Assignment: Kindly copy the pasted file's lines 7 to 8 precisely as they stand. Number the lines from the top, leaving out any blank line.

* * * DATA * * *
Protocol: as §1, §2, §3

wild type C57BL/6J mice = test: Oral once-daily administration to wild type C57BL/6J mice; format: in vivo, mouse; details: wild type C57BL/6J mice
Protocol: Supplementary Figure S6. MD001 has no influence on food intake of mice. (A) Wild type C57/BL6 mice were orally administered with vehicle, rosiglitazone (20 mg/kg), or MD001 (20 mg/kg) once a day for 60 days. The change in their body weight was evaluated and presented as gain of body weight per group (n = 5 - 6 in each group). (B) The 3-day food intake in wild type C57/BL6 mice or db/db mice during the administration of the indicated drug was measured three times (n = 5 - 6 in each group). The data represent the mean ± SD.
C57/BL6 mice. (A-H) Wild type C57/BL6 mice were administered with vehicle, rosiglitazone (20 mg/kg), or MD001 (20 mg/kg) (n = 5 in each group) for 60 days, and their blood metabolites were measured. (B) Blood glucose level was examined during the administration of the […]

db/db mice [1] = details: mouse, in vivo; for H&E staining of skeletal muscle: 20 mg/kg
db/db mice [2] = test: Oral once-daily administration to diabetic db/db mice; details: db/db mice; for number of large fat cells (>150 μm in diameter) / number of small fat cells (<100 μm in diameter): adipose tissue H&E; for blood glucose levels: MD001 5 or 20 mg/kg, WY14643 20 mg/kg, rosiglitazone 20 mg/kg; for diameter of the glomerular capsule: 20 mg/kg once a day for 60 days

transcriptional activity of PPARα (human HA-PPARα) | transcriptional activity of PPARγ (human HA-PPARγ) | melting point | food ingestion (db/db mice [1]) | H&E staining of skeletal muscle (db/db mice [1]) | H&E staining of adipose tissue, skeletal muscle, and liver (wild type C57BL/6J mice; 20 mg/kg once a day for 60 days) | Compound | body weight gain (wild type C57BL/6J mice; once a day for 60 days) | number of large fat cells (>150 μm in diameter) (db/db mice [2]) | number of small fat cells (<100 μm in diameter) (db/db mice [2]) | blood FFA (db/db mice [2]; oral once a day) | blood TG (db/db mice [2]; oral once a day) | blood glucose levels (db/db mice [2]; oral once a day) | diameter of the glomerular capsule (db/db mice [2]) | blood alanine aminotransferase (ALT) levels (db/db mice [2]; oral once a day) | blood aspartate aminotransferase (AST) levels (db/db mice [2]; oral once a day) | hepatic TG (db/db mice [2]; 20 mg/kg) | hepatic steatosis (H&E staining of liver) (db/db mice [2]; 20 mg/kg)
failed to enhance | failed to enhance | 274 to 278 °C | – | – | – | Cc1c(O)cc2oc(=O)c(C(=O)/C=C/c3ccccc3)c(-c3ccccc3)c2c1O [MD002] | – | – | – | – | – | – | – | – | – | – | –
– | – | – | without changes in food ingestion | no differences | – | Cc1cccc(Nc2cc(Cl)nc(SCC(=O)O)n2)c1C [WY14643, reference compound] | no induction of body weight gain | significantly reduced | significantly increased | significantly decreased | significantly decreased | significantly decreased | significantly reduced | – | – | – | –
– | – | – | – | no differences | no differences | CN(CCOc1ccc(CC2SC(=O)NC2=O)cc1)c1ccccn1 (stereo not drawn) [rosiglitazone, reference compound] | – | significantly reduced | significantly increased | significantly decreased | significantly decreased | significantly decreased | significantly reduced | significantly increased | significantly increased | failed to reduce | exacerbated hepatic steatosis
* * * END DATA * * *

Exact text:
transcriptional activity of PPARα (human HA-PPARα) | transcriptional activity of PPARγ (human HA-PPARγ) | melting point | food ingestion (db/db mice [1]) | H&E staining of skeletal muscle (db/db mice [1]) | H&E staining of adipose tissue, skeletal muscle, and liver (wild type C57BL/6J mice; 20 mg/kg once a day for 60 days) | Compound | body weight gain (wild type C57BL/6J mice; once a day for 60 days) | number of large fat cells (>150 μm in diameter) (db/db mice [2]) | number of small fat cells (<100 μm in diameter) (db/db mice [2]) | blood FFA (db/db mice [2]; oral once a day) | blood TG (db/db mice [2]; oral once a day) | blood glucose levels (db/db mice [2]; oral once a day) | diameter of the glomerular capsule (db/db mice [2]) | blood alanine aminotransferase (ALT) levels (db/db mice [2]; oral once a day) | blood aspartate aminotransferase (AST) levels (db/db mice [2]; oral once a day) | hepatic TG (db/db mice [2]; 20 mg/kg) | hepatic steatosis (H&E staining of liver) (db/db mice [2]; 20 mg/kg)
failed to enhance | failed to enhance | 274 to 278 °C | – | – | – | Cc1c(O)cc2oc(=O)c(C(=O)/C=C/c3ccccc3)c(-c3ccccc3)c2c1O [MD002] | – | – | – | – | – | – | – | – | – | – | –